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#101Wednesdays – What is Smoke Control and Do I Need it?

Blog Post created by jsisco Employee on Apr 17, 2019

Photo Courtesy of Andysmith248 [CC BY-SA 4.0 (https://creativecommons.org/licenses/by-sa/4.0)]

 

As a staff engineer I often get the question through our technical question service (TQS) if a smoke control system is required. Although there are a few times where NFPA 101®  prescribes the use of a smoke control system, for the most part it is a choice by the building designer to comply with performance criteria in the Code.

Smoke control is an engineered system that is designed to modify the movement of smoke. Where the NFPA 101 requires a smoke control system, it is required to comply with NFPA 92, Standard for Smoke Control Systems. There are two main types of smoke control systems per NFPA 92: smoke containment systems and smoke management systems. The purpose of smoke containment system is contain smoke to a given area and prevent it from entering another area, such as with a stairwell pressurization system. The purpose smoke management system is maintain tenability of an area or means of egress and reduce migration of smoke between the fire area and adjacent spaces, such as with an atrium smoke control system.

There are several times in which NFPA 101 prescribes the use of smoke control:

  1. New underground buildings or portions of buildings that have an occupant load greater than 100 persons underground, has a human occupied level more than 30 ft. or more than one level below the lowest level of exist discharge, and has combustible contents, interior finish or construction, is required to be provided with an automatic smoke venting.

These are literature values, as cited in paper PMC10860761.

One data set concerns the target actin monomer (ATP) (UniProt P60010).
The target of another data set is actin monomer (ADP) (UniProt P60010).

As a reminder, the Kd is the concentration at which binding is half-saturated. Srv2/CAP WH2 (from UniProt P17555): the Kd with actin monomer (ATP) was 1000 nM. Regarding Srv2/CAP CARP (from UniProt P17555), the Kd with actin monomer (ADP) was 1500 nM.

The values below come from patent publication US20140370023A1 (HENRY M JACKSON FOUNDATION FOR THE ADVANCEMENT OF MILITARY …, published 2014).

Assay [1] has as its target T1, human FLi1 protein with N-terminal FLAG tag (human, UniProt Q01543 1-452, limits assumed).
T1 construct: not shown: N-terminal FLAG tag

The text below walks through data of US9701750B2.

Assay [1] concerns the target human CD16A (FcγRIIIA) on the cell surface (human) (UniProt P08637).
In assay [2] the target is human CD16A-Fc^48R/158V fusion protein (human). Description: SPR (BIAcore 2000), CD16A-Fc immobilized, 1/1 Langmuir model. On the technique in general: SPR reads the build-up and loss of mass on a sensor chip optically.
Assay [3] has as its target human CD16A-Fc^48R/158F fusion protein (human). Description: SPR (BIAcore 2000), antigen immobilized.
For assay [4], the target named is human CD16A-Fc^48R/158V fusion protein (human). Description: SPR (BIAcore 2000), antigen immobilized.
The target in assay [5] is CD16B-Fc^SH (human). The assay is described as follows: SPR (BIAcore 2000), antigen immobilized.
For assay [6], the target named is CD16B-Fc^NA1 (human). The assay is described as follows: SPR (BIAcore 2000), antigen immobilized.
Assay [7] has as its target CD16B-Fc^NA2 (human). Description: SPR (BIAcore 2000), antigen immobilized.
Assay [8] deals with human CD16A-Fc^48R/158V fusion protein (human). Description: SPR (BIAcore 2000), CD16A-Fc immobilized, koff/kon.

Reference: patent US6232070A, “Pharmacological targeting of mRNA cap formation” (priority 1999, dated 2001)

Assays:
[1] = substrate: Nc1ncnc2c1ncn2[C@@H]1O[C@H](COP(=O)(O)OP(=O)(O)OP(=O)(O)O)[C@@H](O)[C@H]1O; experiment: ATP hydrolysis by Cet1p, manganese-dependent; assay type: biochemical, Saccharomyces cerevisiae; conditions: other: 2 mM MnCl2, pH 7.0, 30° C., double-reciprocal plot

2. The second is for levels in new assembly occupancies 30 ft. or more below the lowest level of exit discharge which are required to be divided into two smoke compartments, each provided with its own independent smoke control or smoke exhaust system.
  3. Enclosed mall concourses connecting more than two stories.

There are other times that a smoke control system may be required in order to meet a performance criterion. Such as new atria which require an engineering analysis to demonstrate that the smoke layer interface is maintained above the highest opening or at least 6 ft. above the highest floor level for a time period of 1.5 times the calculated egress time or at least 20 minutes. An atrium may be able to achieve this performance criteria without the use of a smoke control system, however, for some buildings the installation of a smoke control system may be necessary to achieve a desired atrium design.

 

Stairwell pressurization systems as a means to provide a smokeproof enclosure is another common example of smoke control systems. Smokeproof enclosures are required to be designed to limit the movement of smoke, this is permitted to be achieved through natural ventilation, mechanical ventilation incorporating a vestibule, or by enclosure pressurization.

 

In addition to atria and smokeproof enclosures, smoke control systems may be utilized to meet a design criterion for buildings and designs including underground and limited access buildings, smoke-protected assembly seating, stages in assembly occupancies, detention and correctional occupancies, mall concourses, as part of an engineered life safety system, or in performance-based designs in accordance with Chapter 5.

 

For most buildings and designs, with the exception of underground buildings and mall concourses, the Code will not prescribe the use of a smoke control system. However, based on the use and design of the building, the use of a smoke control system may be desired or necessary to meet the prescribed performance criteria in the Code.

 

Did you know NFPA 101 is available to review online for free? Head over to www.nfpa.org/101 and click on “Free access." 

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